“This works on trust,” Ralph said. “My name is tacked with yours if you decide to do this. I look good or bad with you.”
“I’ll think about it.”
Ralph nodded, gave me his kind smile, and walked away. I watched him go. It was difficult to contemplate what had just happened.
I spent the next few days in confusion. Just wandering the city and laying around the run down building I called home. Finally, I got up and went to the school. I told them who had sent me and was accepted after passing a few tests. The next four years were challenging, but I succeeded in passing my classes and getting certified to work in different professions, among them my favorite, electrical. Then came the fateful day. There was a knock at the door at my new residence. I opened it to find Ralph, his smile the same as when we had parted.
“I heard the good news,” he told me.
“I’ve been keeping tabs on you ever since you enrolled.”
He handed me an envelope. I opened it and my mouth dropped to the floor. Everything, my classes, my books, my tuition had been paid for. I collapsed in my chair. I was too surprised to say anything.
“I promised you,” Ralph said. “I also remember that I promised to tell you why I was so calm in the alley that day.”
That was right! He had never told me that day. He sat down on the opposite chair.
“When I was younger than you were, I had no idea where I was going with my life and started to run with a bad crowd. Nothing like you, though, I’m talking drugs.”
I leaned in, fascinated that I hadn’t learned anything about this man through our first talk. I had been all about me.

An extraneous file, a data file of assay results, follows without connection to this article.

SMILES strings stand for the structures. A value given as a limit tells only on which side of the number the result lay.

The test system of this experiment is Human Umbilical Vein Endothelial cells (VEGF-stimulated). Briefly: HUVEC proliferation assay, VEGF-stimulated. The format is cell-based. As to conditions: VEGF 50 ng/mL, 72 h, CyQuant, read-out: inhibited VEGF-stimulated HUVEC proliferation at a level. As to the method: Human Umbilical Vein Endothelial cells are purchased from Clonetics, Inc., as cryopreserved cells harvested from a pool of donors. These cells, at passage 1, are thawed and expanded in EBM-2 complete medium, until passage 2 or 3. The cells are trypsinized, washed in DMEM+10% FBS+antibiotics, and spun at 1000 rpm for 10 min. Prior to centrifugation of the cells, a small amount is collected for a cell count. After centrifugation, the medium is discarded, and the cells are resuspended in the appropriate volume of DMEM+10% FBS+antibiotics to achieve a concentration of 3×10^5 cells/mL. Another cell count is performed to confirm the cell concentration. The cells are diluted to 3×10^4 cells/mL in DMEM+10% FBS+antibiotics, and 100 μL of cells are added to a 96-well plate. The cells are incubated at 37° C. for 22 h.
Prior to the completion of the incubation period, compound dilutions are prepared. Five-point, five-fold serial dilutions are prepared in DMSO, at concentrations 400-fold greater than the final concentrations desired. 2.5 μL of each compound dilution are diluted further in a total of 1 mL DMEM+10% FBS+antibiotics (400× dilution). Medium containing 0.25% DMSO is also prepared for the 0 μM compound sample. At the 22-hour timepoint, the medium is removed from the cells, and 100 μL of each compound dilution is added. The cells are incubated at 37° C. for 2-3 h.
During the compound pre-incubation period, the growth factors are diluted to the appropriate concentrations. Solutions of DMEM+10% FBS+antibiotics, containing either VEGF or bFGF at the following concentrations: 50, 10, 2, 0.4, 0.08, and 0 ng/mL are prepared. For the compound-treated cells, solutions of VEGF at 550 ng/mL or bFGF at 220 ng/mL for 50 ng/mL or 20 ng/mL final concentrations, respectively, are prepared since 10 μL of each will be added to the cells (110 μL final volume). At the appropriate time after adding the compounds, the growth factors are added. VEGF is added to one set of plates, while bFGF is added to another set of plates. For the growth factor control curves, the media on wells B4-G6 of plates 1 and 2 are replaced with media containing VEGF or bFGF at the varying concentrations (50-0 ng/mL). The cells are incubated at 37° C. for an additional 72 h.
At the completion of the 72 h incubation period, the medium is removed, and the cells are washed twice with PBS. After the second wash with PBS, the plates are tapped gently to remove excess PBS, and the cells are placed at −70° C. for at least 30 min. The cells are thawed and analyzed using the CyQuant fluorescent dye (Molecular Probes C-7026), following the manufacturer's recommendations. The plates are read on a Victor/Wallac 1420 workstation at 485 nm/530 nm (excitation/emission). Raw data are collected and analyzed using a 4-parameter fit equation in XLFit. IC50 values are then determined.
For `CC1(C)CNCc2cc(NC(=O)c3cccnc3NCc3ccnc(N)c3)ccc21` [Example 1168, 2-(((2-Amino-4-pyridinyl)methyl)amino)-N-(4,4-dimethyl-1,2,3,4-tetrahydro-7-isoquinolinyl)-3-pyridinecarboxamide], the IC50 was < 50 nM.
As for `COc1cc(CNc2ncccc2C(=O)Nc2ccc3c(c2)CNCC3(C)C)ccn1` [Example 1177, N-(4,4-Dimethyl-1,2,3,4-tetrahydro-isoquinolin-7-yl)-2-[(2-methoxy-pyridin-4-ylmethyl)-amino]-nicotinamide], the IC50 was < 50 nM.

“Well, I met this man while I was in a drug induced rage. He wupped me but good. When I woke, I was calmer and he made the same deal with me as I did you. Apparently, food opens mouths in more ways than one.”
Ralph chuckled, seeming lost in the memory.
“He helped me on my feet and paid for my rehabilitation, then gave me an entry level job at his company. I’m talking cleaning floors and toilets and such. Nasty stuff. Through that, I was determined to get better education and rise from the floors, literally. I became an accountant and earned a decent pay and I still can use my skills after my retirement.”
The silence hung in the air as he came back to us in that moment.
“When I had finished my education and succeeded in my dream, he came to me out of the blue-”
Like Ralph had done to me.
“-He told me that he had paid for everything and that I was indebted to him now.”
If I were as poor as I had been before, my heart would have sunk.
“Don’t worry,” I piped up. “I will pay you everything and more as soon as I get-”
“No, no, no,” he held up a hand. “You are not indebted to me financially. How you will pay your bill is this: when you are faced in a situation like I was, when there is someone asking for help, even if they don’t know they are, that you will treat them with the same kindness and generosity I showed you.”
I could only nod.
“Do this for ten people, and if they succeed, then tell them how to repay the debt as well.”
“But what if they don’t want a meal and just want whatever they’ve asked? What if I had refused your offer?”
“Then give them what they need at that moment,” Ralph said. “It won’t help them in the long run, but it will give them temporary happiness. That won’t count as your ten people though.”
I kind of figured that.
“Well, I should be off,” Ralph stood. “I wish you the best.”
“Wait!” I rushed after him. “How will I let you know that I’ve paid off the debt?”
“You won’t. This debt is for you to keep track of. Either you will be honest with it, or not. It's all up to you.”
And I would feel bad for skipping a part or all of that debt. I understood where he was coming from.
“Which number was I?”
He smiled. His kind smile that I had grown to admire.
“Well, who knows? I lost track after fourteen six years before I met you. This helping people thing can be very addictive.”
I never met him again. Old and in my sixties, I have repaid my debt and then some. Ralph was right, helping others is addictive. But with everyone that I help better themselves, they go out to do the same. Maybe one day, the world will be filled with people willing to help others just to make it a better place. That’s some dream, eh?
This story came to me after watching "Nine Lives" the 7th episode of the 1973 series Kung Fu starring David Carradine.